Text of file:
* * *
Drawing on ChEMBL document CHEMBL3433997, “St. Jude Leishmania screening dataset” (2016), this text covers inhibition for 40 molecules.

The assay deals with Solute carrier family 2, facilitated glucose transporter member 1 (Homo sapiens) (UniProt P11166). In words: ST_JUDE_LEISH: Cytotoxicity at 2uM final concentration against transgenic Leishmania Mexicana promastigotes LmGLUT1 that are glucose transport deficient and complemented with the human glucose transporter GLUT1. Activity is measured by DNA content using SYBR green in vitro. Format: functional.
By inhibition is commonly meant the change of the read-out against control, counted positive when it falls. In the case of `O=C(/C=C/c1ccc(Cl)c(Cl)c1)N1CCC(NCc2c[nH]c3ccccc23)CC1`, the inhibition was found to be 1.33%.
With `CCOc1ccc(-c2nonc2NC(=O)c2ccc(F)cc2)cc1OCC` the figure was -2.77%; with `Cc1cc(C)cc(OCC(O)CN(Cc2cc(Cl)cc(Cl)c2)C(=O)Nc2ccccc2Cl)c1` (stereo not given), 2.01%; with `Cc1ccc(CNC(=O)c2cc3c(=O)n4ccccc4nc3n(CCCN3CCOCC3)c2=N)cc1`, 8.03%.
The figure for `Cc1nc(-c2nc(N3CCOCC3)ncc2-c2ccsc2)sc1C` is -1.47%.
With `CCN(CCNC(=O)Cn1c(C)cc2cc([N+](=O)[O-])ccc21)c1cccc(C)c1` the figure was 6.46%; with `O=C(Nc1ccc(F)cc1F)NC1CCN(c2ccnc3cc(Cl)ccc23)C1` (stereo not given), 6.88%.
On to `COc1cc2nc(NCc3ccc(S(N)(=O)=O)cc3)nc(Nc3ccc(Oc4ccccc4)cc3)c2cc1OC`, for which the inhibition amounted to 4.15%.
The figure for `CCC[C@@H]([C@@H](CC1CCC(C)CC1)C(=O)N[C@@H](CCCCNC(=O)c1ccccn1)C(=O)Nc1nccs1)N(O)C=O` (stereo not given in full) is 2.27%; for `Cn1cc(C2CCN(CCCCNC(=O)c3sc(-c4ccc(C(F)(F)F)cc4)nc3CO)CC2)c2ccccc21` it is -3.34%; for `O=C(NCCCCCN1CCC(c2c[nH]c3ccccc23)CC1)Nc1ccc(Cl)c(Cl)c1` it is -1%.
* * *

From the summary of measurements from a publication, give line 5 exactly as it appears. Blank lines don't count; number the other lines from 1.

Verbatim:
The figure for `Cc1nc(-c2nc(N3CCOCC3)ncc2-c2ccsc2)sc1C` is -1.47%.